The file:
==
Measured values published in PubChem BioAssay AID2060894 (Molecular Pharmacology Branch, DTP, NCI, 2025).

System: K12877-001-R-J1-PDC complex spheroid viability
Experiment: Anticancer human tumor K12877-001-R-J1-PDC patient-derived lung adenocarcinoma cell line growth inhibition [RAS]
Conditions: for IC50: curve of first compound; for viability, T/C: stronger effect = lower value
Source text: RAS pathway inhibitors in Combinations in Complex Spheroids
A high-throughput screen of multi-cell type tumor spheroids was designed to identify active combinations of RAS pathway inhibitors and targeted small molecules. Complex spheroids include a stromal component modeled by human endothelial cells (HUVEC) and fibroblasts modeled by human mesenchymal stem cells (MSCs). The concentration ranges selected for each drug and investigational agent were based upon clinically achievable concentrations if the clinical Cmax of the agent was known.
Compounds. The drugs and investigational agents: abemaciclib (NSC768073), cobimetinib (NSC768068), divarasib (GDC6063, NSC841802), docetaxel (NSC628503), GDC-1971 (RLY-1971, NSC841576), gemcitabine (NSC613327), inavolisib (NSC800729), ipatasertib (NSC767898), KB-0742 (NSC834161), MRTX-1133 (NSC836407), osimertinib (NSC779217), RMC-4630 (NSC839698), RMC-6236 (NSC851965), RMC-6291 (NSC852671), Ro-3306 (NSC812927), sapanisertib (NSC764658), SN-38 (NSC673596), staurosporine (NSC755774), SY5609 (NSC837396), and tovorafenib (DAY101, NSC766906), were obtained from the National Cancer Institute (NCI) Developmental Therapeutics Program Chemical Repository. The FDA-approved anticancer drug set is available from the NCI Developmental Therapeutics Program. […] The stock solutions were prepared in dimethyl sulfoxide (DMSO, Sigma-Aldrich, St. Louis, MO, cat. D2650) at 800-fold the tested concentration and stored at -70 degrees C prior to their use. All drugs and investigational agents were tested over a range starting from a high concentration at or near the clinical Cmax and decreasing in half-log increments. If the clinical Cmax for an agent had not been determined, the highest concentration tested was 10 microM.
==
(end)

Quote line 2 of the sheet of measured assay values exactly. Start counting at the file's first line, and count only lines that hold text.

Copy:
System: K12877-001-R-J1-PDC complex spheroid viability